By WILLIAM PAINE
Six years ago, Gary Bryant, who works at New River Community College’s library, found a Publisher’s Weekly article on his desk about comic book conventions, commonly known as comic-cons, or comic cons. Sandy Smith, library coordinator, was well aware of Bryant’s love of comics, so it wasn’t surprising that she might leave an article about these popular conventions on his desk.
For Bryant, though, this wasn’t a random article but an invitation. That day, Bryant came into Smith’s office and said, “Hey, let’s try it!” That’s how New River Community College Comic-con was conceived.
“I got into comics at an early age and never got over the sickness,” Bryant admitted. Growing up in Glasgow, he watched Superman on his family’s black and white television and soon started collecting comic books featuring Superman, as well as other characters possessing super powers. Much of Bryant’s attraction to comics had to do with art. As a youngster, Bryant made drawings of his favorite superheroes, a pastime he continues to this day.
Bryant attended Madison College (now James Madison University) and worked at the school’s library. After graduating with an art degree in 1975, Bryant attained employment at the Rockbridge County Library. During this time, he submitted drawings that were published in the editorial page of a newspaper based in Lexington.
In 1980, Bryant began working in the design department at Burlington Carpet Factory in Rockbridge County. He designed carpet patterns. The factory job paid well, but “It just wasn’t creative in my way of thinking because, I like drawing people and monsters and things like that.”
When a job became available in the library at New River Community College’s in 1985, he applied, was accepted, and has been working and living in Dublin ever since. In some ways, it wasn’t a big change. “Moving here was sort of like coming to Glasgow. Pulaski was sort of like Buena Vista and Radford is sort of like Lexington. It’s like I moved to the same kind of general area.”
Working at the circulation desk at NRCC, Bryant takes a little flak from time to time. “Some people are very happy and some are not. If they get overdues they may not be happy but we just try to take care of them and straighten it out as friendly and quickly as we can.”
All in all, Bryant enjoys his work as a librarian. “I like it when you find something people are looking for or you show them something that they didn’t even know we had. You know, making people happy.”
But it’s NRCC’s annual comic-con that really sparks his passion.
So, what happens at such an event?
“Comic-con is just a bunch of comic book fans coming together enjoying the same thing and not seeming like they are the nerds or the geeks. Everybody’s the same at comic-con and you find out that a lot of the people you wouldn’t think are nerds, are nerds. Some people dress up in costume so it’s an interesting thing. I’m going to a big one this weekend in Charlotte. That’s a three-day convention and it’s big,” he said.
Though not as large as comic-con gatherings in Charlotte or San Diego, attendance at NRCC’s Comic-con has seen steady growth. The first year, Bryant expected to see 300 attend and was surprised to count 500. Last year’s event drew 1,500 people, many in costume.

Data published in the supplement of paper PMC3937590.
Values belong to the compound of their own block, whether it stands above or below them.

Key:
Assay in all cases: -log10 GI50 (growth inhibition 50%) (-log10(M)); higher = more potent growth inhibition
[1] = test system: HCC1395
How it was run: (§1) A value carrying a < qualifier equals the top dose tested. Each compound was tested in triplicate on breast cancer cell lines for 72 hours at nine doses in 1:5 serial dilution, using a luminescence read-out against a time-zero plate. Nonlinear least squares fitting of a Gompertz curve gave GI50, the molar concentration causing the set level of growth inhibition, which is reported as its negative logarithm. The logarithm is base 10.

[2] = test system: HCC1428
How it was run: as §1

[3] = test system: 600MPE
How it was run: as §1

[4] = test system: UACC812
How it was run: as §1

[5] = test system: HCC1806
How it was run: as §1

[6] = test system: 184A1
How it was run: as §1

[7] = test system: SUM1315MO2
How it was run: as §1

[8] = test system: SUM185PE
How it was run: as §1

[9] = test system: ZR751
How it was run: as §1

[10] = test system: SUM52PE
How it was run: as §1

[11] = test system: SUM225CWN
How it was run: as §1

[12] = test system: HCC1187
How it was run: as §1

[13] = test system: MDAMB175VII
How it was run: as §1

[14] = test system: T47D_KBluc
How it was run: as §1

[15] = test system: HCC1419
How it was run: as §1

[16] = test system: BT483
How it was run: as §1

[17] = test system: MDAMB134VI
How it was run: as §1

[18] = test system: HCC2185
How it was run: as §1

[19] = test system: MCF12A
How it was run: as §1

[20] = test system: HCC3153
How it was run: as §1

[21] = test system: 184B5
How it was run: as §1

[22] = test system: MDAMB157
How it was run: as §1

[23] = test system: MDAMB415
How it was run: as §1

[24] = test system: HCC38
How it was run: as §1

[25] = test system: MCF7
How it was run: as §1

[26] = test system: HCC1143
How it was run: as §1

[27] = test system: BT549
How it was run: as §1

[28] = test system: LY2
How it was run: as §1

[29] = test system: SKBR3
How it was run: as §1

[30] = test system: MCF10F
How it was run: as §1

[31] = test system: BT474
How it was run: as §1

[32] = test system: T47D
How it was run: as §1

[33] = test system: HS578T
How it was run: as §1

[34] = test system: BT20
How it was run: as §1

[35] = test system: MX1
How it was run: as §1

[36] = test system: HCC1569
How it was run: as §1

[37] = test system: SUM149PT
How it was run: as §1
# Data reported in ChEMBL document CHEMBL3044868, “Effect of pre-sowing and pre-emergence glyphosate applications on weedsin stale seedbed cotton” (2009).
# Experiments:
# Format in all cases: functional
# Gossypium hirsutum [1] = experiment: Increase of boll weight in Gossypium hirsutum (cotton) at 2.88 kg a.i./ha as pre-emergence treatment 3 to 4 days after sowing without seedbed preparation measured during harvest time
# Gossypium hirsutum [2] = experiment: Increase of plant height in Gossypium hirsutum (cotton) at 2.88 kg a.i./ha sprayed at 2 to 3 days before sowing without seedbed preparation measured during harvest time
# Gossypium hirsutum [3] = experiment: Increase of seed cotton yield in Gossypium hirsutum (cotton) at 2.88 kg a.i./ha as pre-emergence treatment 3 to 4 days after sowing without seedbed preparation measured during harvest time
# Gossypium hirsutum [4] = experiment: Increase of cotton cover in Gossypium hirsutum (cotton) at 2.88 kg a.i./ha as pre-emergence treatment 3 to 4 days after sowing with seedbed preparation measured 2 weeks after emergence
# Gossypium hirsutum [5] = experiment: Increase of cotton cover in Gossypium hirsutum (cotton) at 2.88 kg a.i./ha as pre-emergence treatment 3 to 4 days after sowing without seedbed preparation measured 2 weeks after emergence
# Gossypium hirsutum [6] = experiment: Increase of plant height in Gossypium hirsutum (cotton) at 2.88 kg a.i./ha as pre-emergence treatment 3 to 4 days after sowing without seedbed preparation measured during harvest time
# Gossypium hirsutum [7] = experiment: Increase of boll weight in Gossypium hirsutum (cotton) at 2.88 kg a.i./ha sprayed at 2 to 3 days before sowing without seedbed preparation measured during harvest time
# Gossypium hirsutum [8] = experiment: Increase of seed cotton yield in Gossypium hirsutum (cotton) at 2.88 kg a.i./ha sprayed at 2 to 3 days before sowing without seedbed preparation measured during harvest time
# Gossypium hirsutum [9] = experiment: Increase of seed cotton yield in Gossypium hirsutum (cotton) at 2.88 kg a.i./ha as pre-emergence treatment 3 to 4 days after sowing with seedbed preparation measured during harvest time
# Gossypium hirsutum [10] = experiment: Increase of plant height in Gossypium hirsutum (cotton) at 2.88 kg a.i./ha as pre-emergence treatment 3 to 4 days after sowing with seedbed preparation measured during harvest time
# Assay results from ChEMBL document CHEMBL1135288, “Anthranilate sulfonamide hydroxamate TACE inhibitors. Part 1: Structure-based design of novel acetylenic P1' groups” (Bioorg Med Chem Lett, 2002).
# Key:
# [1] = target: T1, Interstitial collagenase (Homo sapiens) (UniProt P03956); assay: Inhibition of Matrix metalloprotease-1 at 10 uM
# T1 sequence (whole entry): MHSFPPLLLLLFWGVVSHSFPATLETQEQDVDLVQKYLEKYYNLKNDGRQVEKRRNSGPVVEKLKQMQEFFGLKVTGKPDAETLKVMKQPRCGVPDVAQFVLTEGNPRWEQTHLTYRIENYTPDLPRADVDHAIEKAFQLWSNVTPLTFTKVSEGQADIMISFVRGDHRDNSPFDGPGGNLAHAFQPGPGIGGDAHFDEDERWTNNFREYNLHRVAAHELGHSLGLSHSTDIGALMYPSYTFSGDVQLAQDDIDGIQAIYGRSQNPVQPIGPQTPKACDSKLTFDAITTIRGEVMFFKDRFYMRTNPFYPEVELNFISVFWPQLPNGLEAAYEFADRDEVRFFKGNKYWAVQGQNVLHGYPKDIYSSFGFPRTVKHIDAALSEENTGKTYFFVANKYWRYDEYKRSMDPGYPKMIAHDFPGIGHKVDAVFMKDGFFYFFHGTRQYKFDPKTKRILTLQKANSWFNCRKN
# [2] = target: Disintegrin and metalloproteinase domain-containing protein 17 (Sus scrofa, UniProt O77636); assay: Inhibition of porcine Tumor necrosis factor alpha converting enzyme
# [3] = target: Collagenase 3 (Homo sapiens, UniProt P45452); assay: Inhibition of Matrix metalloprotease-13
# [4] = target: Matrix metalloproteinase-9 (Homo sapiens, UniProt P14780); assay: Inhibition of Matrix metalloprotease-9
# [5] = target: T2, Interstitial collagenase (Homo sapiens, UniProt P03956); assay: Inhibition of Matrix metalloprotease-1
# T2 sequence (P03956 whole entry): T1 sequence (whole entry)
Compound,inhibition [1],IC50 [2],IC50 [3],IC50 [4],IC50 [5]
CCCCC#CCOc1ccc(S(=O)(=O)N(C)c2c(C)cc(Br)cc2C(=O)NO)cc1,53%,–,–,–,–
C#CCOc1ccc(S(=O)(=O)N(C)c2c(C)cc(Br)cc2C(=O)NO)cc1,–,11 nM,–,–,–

Those attending a comic-con can expect variety. “We have vendors where you can buy comics and toys and collectables. We have comic book writers and artists. We have people that are self-publishing comics. We have science fiction and fantasy writers and we have film guests sometimes,” he says.
The event’s centerpiece or theme comes in the form of panel discussions presented by well-known figures in the comic world. “We have panels during the day where the guests talk about different subjects,” Bryant said. “This year, Michael Euri, who was the editor of Back Issue Magazine and Retro Fun Magazine, is going to do an “80 Years of Superman” panel for us. He did one last year on black superheroes and it was great.”
Superman first appeared in Detective Comics (now DC Comics) in June 1938, after appearing in several TV shows and films. The caped crusader is still going strong with plans in the works for yet another movie.
This sits well with Bryant, who has always appreciated the defender of truth, justice and the American way. “I think Superman represents good. That’s my problem with the new movies. They’re too dark,” he said. “That’s why I like Christopher Reeves’ movies. He had a sense of humor and, after all, his powers are based on sunlight, unlike Batman who is supposed to be in the dark and grim. Superman is supposed to be in the light and people can trust him even though he’s an alien.”
This year, NRCC Comic-Con is in October and will be spread out among four large campus buildings. “I definitely could not do this by myself. It takes a village to put this on because we start working on the next one right after the last one ends,” Bryant said.
Presenting one of these comic conventions at a community college is a complex and quirky endeavor, so why do it at all?
“It brings people in who have never been here before,” he explains. “They see what our school is like. They realize that it’s more than just academics. We have a wide range of ages too. We have young kids and older people that remember comic books or maybe it’s a grandparent bringing their child into the show. …We’ve had people come here who have never been here before saying, ‘Wow, you have such a beautiful campus.’ So, it’s just a way to get NRCC out there and have some fun.”
NRCC Comic-con 5 is Saturday, Oct. 27, 10 a.m. to 4p.m.